On 21 March, a few days before perihelion, a cloud of energetic particles swept across the spacecraft. It was detected by the Energetic Particle Detector (EPD). Tellingly, the most energetic of them arrived first, followed by those of lower and lower energies.
"This suggests that the particles are not produced close to the spacecraft," says Javier Rodríguez-Pacheco, University of Alcalá, Spain, and EPD's PI. Instead, they were produced in the solar atmosphere, nearer the sun's surface. While crossing space, the faster particles pulled ahead of the slower ones, like runners in a sprint.
On the same day, the Radio and Plasma Waves (RPW) experiment saw them coming, picking up the strong characteristic sweep of radio frequencies produced when accelerated particles—mostly electrons—spiral outwards along the sun's magnetic field lines. RPW then detected oscillations known as Langmuir waves. "These are a sign that the energetic electrons have arrived at the spacecraft," says Milan Maksimovic, LESIA, Observatoire de Paris, France, and RPW PI.
Of the remote sensing instruments, both EUI and the X-ray Spectrometer/Telescope (STIX) saw events on the sun that could have been responsible for the release of the particles. While the particles that stream outwards into space are the ones that EPD and RPW detected, it is important to remember that other particles can travel downwards from the event, striking the lower levels of the sun's atmosphere. This is where STIX comes in.
While EUI see the ultraviolet light released from the site of the flare in the atmosphere of the sun, STIX see the X-rays that are produced when electrons accelerated by the flare interact with atomic nuclei in the lower levels of the sun's atmosphere.
Exactly how these observations are all linked is now a matter for the teams to investigate. There is some indication from the composition of the particles detected by EPD that they were likely accelerated by a coronal shock in a more gradual event rather than impulsively from a flare.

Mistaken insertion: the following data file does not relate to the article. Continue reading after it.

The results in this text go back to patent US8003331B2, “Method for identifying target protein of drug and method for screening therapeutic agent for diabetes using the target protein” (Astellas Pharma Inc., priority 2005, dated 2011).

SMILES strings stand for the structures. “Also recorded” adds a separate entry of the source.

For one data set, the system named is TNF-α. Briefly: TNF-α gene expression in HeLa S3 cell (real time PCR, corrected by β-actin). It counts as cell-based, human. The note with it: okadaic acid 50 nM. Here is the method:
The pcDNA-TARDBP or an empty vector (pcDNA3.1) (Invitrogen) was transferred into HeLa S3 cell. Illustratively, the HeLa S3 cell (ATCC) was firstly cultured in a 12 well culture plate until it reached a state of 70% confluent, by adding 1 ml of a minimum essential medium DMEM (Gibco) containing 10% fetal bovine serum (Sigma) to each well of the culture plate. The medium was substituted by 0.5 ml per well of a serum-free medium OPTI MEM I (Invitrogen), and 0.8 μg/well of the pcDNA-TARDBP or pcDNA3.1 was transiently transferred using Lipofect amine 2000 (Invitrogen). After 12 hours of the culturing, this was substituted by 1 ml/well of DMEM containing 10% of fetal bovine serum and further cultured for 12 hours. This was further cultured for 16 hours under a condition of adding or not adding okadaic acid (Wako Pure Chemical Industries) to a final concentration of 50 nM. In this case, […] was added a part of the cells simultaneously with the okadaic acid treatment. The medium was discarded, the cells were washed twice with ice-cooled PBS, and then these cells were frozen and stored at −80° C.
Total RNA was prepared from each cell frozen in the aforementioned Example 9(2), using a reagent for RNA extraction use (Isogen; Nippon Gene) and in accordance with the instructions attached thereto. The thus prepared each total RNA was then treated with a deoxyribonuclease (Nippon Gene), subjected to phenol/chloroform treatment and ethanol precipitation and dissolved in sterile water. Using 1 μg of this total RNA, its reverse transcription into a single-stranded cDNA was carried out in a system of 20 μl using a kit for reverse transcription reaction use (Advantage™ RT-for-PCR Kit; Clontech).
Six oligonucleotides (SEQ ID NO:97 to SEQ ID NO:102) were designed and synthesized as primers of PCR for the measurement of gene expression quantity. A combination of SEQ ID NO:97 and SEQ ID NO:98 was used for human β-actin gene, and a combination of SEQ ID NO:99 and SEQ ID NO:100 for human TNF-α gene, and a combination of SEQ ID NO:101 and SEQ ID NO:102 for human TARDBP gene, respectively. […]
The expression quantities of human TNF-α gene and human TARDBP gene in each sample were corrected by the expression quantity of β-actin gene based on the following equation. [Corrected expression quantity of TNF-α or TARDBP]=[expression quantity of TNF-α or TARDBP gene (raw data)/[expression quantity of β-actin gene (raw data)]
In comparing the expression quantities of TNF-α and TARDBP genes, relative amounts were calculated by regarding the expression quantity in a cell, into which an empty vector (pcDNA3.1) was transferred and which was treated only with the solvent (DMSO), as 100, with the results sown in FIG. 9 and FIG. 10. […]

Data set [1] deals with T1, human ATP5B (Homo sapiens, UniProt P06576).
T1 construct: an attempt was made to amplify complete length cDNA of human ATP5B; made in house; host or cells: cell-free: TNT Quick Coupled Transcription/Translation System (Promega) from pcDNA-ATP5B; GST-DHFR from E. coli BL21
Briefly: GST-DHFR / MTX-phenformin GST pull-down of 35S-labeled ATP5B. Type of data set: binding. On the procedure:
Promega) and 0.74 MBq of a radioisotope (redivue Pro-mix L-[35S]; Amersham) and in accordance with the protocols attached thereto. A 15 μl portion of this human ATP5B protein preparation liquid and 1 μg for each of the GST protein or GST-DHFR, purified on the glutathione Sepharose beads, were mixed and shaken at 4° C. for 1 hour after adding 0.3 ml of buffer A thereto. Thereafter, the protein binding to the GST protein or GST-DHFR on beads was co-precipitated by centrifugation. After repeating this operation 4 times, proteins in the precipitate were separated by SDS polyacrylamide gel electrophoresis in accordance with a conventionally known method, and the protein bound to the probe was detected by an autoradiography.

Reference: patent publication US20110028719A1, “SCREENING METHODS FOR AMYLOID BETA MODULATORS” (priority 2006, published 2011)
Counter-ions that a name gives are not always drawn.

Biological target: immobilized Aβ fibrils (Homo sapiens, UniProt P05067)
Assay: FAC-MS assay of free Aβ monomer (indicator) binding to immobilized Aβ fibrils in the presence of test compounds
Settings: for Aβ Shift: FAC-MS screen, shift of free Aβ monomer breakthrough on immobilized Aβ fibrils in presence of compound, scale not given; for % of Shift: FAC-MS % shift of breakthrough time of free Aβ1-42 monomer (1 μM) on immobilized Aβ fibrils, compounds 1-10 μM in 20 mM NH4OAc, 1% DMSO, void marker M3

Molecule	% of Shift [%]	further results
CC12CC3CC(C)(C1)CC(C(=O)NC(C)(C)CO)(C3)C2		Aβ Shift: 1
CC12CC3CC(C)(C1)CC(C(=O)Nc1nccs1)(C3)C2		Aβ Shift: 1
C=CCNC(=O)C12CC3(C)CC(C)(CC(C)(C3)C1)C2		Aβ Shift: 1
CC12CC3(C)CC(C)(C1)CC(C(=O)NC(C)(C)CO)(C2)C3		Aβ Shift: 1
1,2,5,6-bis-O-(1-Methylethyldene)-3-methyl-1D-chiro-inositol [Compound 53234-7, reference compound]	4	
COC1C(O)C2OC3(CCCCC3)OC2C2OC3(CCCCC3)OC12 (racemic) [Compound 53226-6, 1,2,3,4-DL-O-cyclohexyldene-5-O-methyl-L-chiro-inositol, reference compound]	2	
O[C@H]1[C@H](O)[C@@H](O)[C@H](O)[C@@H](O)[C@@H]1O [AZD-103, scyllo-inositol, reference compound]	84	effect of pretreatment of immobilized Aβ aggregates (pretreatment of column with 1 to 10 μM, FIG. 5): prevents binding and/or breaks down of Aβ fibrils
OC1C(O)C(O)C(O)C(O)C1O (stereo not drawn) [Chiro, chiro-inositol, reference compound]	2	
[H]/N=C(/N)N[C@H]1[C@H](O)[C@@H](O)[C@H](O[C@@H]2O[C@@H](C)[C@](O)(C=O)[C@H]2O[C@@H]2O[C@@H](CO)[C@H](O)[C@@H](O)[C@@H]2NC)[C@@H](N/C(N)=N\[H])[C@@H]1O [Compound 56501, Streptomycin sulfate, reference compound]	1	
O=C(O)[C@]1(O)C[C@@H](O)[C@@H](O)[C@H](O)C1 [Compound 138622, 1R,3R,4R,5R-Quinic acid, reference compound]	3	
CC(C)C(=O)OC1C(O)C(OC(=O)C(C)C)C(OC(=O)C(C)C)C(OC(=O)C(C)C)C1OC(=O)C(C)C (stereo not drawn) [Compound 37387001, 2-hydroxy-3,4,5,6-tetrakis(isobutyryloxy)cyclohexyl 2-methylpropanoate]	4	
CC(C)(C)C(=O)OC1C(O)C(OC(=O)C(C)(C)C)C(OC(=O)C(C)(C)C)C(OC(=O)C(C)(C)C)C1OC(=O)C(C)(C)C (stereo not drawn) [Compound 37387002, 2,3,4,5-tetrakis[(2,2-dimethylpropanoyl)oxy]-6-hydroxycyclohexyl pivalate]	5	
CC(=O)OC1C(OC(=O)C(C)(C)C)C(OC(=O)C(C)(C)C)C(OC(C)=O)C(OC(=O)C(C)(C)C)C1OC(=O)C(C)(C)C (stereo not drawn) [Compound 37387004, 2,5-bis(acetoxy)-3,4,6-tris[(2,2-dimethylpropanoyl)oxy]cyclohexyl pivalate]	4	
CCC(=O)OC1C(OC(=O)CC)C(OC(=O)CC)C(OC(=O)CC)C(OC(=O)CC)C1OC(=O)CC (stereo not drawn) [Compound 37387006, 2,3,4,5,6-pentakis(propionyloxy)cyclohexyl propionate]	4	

"It could be that you have multiple acceleration sites," says Samuel Krucker, FHNW, Switzerland, and PI for STIX.
Adding another twist to this situation is that the Magnetometer instrument (MAG) did not register anything substantial at the time. However, this is not unusual. The initial eruption of particles, known as a Coronal Mass Ejection (CME), carries a strong magnetic field that MAG can easily register, but energetic particles from the event travel much faster than the CME and can rapidly fill large volumes of space, and therefore be detected by Solar Orbiter. "But if the CME misses the spacecraft, then MAG will not see a signature," says Tim Horbury, Imperial College, U.K., and MAG PI.
When it comes to the magnetic field, it all begins at the sun's visible surface, known as the photosphere. This is where the internally generated magnetic field bursts into space. To know what this looks like, Solar Orbiter carries the Polarimetric and Helioseismic Imager (PHI) instrument. This can see the north and south magnetic polarity on the photosphere, as well as the rippling of the sun's surface due to seismic waves traveling through its interior.
"We provide the magnetic field measurements at the surface of the sun. This field then expands, goes into the corona and basically drives all the sparkle and action you see up there," says Sami Solanki, Max-Planck-Institut für Sonnensystemforschung, Göttingen, Germany, and the PI for PHI.
Another instrument, the Spectral Imaging of the Coronal Environment (SPICE), records the composition of the corona. These "abundance maps" can be compared to the contents of the solar wind seen by the Solar Wind Analyser (SWA) instrument.
"This will track the evolution of the composition of the solar wind from the sun to the spacecraft, and that tells us about the mechanisms responsible for the acceleration of the solar wind," says SPICE PI Frédéric Auchère, Institut d'Astrophysique Spatiale, France.
Forecasting space weather